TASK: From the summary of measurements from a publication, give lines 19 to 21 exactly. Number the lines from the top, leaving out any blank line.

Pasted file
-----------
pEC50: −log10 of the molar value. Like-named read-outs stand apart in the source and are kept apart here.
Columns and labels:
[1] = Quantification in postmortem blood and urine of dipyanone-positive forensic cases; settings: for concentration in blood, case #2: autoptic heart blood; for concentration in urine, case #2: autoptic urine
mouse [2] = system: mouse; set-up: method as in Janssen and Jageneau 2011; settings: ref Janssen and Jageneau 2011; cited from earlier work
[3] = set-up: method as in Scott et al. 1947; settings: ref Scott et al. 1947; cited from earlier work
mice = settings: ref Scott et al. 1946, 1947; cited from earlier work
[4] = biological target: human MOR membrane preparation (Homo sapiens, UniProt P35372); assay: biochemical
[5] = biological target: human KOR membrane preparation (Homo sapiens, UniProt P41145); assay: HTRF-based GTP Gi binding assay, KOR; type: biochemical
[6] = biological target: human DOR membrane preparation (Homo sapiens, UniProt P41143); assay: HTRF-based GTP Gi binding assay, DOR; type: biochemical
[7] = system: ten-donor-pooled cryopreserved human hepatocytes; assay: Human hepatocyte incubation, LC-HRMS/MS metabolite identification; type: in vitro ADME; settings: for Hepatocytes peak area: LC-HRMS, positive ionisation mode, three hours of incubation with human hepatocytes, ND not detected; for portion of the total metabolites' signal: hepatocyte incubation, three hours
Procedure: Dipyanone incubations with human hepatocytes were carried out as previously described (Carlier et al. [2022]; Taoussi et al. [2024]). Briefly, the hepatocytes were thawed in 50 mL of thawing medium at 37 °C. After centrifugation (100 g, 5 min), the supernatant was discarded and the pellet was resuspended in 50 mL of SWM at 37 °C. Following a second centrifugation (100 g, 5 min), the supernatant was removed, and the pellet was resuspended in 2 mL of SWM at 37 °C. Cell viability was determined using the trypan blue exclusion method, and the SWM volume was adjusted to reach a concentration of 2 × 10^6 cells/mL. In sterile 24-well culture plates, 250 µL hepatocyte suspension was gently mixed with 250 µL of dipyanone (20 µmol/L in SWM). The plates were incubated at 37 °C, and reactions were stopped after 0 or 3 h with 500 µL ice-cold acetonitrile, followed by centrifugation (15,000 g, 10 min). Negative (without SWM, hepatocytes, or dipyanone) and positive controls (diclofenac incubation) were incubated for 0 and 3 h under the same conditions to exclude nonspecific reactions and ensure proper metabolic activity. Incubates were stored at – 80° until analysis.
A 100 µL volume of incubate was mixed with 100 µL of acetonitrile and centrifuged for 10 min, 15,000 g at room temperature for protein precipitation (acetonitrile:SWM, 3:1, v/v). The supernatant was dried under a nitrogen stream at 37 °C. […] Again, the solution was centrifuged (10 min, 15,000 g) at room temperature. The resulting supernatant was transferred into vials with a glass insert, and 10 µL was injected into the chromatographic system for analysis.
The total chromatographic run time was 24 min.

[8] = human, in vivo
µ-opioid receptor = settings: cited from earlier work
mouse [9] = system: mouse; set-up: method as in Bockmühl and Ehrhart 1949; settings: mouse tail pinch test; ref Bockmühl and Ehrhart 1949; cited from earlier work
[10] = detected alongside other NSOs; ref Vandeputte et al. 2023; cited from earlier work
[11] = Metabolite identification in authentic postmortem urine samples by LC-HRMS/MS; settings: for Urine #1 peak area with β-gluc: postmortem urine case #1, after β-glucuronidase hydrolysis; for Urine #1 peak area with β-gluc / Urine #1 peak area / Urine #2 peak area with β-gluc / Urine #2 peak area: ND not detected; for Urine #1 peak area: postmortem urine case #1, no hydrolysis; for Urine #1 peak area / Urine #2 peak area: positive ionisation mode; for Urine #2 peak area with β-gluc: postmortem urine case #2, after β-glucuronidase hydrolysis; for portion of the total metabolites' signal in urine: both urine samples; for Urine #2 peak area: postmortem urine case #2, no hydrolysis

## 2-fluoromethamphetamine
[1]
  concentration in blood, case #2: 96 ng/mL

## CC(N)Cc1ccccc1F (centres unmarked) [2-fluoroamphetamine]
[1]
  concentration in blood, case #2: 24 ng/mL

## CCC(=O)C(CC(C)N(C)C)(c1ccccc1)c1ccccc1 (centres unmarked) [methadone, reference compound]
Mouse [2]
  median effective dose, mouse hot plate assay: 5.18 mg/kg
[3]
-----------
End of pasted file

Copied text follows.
## 2-fluoromethamphetamine
[1]
  concentration in blood, case #2: 96 ng/mL